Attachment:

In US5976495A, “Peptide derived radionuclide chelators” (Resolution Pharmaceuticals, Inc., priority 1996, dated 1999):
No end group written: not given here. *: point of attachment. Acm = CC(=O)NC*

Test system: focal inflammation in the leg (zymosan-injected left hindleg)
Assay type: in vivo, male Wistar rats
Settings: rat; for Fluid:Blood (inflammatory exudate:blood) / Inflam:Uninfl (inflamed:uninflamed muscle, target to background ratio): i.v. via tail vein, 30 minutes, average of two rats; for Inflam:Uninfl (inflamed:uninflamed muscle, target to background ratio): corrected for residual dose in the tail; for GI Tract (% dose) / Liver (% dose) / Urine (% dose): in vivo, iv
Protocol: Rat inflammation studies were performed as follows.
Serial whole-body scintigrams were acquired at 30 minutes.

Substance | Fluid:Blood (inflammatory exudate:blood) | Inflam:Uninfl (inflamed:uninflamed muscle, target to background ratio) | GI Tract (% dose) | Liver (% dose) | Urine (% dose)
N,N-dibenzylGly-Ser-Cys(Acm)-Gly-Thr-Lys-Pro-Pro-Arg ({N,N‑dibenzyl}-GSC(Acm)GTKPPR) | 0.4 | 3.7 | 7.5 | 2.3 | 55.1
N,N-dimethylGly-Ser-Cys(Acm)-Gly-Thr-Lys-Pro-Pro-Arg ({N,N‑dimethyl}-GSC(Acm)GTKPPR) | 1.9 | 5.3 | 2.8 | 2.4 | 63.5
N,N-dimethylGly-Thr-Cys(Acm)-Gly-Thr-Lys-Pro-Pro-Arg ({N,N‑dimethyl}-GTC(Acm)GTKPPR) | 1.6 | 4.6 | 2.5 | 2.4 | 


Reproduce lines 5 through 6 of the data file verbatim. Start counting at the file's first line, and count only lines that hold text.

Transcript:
Settings: rat; for Fluid:Blood (inflammatory exudate:blood) / Inflam:Uninfl (inflamed:uninflamed muscle, target to background ratio): i.v. via tail vein, 30 minutes, average of two rats; for Inflam:Uninfl (inflamed:uninflamed muscle, target to background ratio): corrected for residual dose in the tail; for GI Tract (% dose) / Liver (% dose) / Urine (% dose): in vivo, iv
Protocol: Rat inflammation studies were performed as follows.